The seal of the State of Vermont  includes  “The coat of arms (excluding the crest, scroll , and badge), and with the motto and cicular border around the same.”





The Vermont Legislative Directory of 1915 described the seal as the seal of 1778, descibed by Eugene Zieber in 1909. [2]


Vermont by an act of her legislative assembly, approved on April 9, 1937, adopted the present Seal of the State. [3] The act reads as follows:


“It is hereby enacted by the General Assembly of the State of Vermont:

“Section 1. Section forty-eight of the Public Laws is hereby amended so as to read as follows:

“Section 48. State Seal. The state seal shall be the great seal of the state, a faithful reproduction, cut larger and deeper, of the original seal, designed by Ira Allen, cut by Reuben Dean of Windsor, and accepted by resolution  of the general assembly, dated February 20, 1779. The seal shall be kept by the secretary of civil and military affairs.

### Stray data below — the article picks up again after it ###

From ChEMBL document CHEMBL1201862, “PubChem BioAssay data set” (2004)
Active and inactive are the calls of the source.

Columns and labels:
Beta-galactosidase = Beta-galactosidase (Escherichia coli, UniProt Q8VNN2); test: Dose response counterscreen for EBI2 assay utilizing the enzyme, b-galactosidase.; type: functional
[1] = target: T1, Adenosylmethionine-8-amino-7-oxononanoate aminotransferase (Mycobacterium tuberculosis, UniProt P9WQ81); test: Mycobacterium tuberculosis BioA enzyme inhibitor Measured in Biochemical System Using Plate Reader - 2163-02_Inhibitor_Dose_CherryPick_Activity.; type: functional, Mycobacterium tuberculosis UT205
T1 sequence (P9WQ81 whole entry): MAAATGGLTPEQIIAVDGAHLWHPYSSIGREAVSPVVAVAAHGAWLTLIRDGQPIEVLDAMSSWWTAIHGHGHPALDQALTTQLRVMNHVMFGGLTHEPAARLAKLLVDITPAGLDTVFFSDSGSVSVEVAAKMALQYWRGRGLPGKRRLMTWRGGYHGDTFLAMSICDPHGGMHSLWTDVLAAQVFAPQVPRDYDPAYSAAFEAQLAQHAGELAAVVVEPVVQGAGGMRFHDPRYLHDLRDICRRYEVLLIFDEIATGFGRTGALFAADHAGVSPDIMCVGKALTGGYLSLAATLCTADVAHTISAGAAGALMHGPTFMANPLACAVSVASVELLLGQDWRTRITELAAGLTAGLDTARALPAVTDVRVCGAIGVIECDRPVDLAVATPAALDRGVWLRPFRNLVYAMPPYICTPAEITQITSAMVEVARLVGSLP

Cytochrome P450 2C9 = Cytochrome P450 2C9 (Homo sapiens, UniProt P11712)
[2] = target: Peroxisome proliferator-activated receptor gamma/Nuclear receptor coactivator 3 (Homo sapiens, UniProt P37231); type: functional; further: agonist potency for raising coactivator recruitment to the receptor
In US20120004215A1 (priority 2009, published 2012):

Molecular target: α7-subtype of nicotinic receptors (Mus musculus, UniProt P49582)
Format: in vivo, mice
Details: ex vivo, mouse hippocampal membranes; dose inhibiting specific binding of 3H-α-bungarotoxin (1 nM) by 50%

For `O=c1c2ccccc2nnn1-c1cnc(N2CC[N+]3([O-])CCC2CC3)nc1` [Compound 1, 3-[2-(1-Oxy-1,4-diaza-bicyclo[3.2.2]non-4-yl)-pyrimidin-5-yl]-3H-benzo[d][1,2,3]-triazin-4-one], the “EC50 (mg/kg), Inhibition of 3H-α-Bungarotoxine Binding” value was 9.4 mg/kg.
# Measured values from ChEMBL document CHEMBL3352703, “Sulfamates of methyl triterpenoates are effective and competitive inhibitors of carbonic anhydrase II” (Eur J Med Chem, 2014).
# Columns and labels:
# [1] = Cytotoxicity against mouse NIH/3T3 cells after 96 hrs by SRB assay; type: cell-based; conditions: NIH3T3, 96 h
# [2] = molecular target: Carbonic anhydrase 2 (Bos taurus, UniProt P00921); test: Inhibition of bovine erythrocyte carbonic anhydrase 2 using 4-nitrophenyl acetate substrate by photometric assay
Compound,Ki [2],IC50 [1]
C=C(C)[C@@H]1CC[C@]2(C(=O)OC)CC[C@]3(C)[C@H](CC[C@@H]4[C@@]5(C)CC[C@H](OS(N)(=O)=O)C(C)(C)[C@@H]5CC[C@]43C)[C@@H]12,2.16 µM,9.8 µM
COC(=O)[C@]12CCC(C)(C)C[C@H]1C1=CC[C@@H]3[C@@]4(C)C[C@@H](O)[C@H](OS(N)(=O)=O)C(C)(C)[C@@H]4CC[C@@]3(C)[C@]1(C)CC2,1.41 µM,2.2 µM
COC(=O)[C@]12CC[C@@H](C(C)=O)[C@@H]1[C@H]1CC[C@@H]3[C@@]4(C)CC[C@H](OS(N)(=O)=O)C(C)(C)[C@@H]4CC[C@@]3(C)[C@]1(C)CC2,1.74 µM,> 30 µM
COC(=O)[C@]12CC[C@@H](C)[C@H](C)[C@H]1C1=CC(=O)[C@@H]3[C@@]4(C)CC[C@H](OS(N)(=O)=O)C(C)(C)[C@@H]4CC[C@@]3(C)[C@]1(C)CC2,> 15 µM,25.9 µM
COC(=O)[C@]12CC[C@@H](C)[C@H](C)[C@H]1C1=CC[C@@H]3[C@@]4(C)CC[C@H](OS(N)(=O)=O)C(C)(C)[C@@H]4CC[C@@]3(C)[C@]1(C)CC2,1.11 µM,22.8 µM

“Section 2. New reproduction. The secretary of civil and military affairs is hereby directed to cause such reproduction of the original seal to be made and placed in a suitable press.

“Section 3. Old seal damasked. When the new reproduction of the original seal is ready the be brought into commission, the secretary of civil and military affairs shall present it to the governor, in the presence of the lieutenant governor, the speaker of the house of representatives, and the secretary of state, and shall submit the die and counter of the former seal to the governor, who shall in their presence damask both die and counter.